Why is getting student loan help quickly so important? It's not just the worried feesing in the pit of your stomach when you're falling behind on your student loan payments—or seeing a near-future date when you will. Miss enough payments and you could face serious consequences. Along with damage to your credit score, you could have your wages garnished, be sued, have your bank account garnished, or have your tax refund seized.

That’s why it’s so important to take action as soon as possible. Both private and federal student loan servicers have ways to work with borrowers to help them get back on track. Nonprofit organizations can provide assistance, too. And if those options don’t work, paying for a student loan attorney could be money well spent.

Here’s an introduction to each possibility for getting help when you’re struggling with student loans.

Key Takeaways

  • If you can’t make your student loan payments, there are several ways to get help, many of which are free—or at least cheaper than ignoring the problem.
  • You can apply for an income-driven repayment plan for long-term relief, or deferment or forbearance for a short-term break.
  • If you've defaulted on federal loans, consider rehabilitating or consolidating.
  • Consider refinancing your private—or even federal—loan(s) with a private student loan company.
  • Request help from a nonprofit credit counseling company, or work with an attorney experienced in student loan cases.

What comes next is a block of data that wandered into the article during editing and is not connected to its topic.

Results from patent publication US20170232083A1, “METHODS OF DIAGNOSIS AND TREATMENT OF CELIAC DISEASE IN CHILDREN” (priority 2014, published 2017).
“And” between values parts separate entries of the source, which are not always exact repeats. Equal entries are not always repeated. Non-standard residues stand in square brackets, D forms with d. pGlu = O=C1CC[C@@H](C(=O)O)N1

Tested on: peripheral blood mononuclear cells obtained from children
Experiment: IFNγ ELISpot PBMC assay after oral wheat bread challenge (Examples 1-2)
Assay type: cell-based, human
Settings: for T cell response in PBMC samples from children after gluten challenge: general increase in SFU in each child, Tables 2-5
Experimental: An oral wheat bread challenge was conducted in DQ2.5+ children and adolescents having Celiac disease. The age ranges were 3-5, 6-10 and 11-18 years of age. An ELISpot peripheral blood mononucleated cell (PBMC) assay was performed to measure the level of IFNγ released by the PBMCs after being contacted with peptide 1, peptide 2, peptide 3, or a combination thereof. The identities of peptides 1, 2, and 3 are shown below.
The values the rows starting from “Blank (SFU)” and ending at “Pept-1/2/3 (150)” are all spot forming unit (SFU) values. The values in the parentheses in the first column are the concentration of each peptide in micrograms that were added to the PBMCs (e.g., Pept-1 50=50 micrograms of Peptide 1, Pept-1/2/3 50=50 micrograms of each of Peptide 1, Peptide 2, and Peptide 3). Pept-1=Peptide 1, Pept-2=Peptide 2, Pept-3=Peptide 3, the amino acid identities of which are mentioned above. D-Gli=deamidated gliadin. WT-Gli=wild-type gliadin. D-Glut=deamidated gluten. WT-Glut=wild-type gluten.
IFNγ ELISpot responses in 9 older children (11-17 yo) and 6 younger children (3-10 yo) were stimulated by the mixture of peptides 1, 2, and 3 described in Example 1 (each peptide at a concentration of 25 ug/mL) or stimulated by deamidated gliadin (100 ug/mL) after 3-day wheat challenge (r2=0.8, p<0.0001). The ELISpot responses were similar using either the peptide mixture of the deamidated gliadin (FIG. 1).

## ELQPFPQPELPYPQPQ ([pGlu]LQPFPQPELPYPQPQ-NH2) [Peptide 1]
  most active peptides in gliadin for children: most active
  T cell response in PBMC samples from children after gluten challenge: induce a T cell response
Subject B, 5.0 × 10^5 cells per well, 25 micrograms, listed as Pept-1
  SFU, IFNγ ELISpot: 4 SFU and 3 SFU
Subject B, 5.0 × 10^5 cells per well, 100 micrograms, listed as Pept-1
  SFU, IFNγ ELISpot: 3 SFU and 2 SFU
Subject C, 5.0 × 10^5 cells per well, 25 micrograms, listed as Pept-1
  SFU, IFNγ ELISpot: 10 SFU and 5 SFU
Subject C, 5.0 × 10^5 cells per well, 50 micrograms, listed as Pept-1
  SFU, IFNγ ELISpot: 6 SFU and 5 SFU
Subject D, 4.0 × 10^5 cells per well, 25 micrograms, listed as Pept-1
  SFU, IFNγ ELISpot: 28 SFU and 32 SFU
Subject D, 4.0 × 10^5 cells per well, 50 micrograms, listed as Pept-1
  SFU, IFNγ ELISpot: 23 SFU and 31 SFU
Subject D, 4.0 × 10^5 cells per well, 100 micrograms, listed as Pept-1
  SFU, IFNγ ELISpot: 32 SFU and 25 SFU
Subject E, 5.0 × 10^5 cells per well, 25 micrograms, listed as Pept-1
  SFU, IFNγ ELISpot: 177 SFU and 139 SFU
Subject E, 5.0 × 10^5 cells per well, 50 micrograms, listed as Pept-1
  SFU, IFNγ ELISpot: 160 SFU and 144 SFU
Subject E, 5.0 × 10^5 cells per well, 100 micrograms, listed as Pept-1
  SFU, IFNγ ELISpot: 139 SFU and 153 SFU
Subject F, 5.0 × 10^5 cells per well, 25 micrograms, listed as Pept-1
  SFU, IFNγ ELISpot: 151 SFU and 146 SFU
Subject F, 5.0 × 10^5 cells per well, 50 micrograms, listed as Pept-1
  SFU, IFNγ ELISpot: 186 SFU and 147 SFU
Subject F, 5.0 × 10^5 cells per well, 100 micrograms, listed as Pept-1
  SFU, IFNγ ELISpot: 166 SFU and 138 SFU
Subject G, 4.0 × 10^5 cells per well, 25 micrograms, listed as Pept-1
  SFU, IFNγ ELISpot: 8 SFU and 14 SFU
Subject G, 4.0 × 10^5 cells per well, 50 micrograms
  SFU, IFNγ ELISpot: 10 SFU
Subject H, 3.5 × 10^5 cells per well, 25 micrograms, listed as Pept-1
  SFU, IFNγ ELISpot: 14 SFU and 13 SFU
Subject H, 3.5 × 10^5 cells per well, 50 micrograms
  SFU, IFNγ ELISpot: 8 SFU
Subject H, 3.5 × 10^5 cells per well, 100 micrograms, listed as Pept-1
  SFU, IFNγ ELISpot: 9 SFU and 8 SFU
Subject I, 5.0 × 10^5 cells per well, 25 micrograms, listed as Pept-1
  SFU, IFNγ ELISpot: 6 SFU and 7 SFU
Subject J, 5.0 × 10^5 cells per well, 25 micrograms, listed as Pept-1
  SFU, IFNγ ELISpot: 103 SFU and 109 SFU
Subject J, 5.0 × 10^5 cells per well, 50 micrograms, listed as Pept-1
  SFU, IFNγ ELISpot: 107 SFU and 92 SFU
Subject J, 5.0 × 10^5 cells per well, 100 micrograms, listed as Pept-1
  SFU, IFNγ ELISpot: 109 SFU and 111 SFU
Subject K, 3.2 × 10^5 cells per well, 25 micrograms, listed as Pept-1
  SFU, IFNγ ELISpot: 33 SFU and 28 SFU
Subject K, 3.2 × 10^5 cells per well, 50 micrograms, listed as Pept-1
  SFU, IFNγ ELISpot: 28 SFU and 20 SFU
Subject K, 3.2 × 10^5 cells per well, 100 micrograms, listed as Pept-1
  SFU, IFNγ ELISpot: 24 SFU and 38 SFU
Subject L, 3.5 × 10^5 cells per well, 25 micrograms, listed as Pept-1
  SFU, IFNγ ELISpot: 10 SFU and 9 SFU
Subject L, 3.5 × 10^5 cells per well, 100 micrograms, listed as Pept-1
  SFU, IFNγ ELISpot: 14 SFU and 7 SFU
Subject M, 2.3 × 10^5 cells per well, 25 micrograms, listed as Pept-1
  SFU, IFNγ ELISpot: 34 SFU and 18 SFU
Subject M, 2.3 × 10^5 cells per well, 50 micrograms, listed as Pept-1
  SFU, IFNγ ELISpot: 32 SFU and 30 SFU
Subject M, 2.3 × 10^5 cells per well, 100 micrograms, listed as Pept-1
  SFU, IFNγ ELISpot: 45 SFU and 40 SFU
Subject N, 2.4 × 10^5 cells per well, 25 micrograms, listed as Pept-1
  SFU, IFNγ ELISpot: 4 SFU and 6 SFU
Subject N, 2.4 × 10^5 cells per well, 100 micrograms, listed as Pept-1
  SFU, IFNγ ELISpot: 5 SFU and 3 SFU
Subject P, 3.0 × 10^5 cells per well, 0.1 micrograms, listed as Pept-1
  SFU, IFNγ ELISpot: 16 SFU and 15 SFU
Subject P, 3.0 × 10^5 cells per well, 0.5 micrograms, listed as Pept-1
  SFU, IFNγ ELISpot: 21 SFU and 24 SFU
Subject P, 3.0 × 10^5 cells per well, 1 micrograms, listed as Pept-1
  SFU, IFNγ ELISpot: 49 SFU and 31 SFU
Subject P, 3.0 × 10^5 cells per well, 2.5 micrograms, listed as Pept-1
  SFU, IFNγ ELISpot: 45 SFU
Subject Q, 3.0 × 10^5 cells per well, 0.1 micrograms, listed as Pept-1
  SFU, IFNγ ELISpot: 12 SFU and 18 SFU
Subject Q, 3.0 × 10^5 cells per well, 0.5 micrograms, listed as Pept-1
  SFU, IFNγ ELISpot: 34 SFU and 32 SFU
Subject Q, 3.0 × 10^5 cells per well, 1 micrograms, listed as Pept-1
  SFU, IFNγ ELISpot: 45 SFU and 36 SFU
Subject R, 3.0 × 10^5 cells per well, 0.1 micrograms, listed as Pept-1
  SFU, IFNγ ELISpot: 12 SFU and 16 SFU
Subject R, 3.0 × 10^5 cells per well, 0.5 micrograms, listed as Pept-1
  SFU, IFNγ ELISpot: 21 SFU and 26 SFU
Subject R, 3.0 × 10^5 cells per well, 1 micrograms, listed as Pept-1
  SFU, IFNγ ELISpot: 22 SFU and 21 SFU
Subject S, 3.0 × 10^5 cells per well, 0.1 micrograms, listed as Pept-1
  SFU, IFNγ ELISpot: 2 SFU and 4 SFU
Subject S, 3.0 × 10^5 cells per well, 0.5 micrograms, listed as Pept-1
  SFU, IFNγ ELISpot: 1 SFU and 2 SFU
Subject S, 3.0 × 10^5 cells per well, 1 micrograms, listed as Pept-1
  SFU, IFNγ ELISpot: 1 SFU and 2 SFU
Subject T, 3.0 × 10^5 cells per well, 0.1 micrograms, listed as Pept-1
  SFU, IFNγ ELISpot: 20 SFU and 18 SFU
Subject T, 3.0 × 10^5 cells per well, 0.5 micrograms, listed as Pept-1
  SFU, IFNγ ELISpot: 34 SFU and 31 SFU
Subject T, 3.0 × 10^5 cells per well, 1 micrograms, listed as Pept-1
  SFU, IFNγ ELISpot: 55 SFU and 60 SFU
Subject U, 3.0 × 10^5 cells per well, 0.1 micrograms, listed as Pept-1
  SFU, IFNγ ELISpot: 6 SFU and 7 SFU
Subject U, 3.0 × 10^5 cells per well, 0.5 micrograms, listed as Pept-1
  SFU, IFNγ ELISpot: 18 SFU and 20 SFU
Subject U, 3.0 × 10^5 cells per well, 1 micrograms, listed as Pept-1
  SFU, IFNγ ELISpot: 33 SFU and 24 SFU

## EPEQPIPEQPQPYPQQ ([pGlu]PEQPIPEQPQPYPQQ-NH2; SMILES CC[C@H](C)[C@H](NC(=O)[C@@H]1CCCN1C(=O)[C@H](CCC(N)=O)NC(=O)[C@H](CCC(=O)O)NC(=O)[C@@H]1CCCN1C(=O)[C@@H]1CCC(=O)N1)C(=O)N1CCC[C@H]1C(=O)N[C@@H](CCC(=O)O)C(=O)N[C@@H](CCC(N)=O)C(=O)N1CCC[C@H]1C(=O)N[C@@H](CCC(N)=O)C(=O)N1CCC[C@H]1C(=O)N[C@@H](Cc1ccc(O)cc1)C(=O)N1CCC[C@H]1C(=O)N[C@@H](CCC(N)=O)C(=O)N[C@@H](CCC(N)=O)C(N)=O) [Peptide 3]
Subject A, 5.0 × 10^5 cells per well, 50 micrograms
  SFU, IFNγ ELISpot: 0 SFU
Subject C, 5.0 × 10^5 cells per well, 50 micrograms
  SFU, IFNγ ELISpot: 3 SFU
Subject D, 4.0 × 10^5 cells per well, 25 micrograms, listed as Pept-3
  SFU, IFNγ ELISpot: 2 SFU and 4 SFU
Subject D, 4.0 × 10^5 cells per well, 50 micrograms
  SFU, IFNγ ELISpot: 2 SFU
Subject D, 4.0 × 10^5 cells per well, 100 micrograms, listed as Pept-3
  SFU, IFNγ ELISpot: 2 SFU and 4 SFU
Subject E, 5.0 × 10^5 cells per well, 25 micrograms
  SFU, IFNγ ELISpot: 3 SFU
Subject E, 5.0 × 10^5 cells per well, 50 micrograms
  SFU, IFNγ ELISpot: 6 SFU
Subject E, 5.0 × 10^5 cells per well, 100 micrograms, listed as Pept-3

Income-Driven Repayment

If you can’t afford your monthly student loan payments now but a lower payment might be doable, you have several options.

If you have federal student loans, consider applying for income-driven repayment. IDR can be a good choice if your income is low relative to your student loan debt.

Your payment under IDR could be as low as $0. Each year, you will recertify your income with the federal government, and your monthly payment will be adjusted based on your income and family size. Four different IDR plans exist; the plans available to you will depend on the type of federal student loans you have.

When you choose an IDR plan, you will probably pay more interest in the long run. You’ll owe money for a longer period and you’ll be paying down principal more slowly than if you were on a standard 10-year repayment plan. IDR plans forgive your remaining balance after 20 or 25 years of payments, but you may owe federal income tax on the forgiven sum. Set aside a little money each year so you’ll be able to pay that bill one day.